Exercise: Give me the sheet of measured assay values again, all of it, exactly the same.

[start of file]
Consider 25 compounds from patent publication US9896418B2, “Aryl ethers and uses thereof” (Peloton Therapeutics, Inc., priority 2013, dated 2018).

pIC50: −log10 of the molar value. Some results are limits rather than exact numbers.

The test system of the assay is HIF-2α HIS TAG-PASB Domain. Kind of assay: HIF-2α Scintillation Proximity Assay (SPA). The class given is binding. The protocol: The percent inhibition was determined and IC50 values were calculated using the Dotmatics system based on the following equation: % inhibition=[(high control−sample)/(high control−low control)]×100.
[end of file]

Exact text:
Consider 25 compounds from patent publication US9896418B2, “Aryl ethers and uses thereof” (Peloton Therapeutics, Inc., priority 2013, dated 2018).

pIC50: −log10 of the molar value. Some results are limits rather than exact numbers.

The test system of the assay is HIF-2α HIS TAG-PASB Domain. Kind of assay: HIF-2α Scintillation Proximity Assay (SPA). The class given is binding. The protocol: The percent inhibition was determined and IC50 values were calculated using the Dotmatics system based on the following equation: % inhibition=[(high control−sample)/(high control−low control)]×100.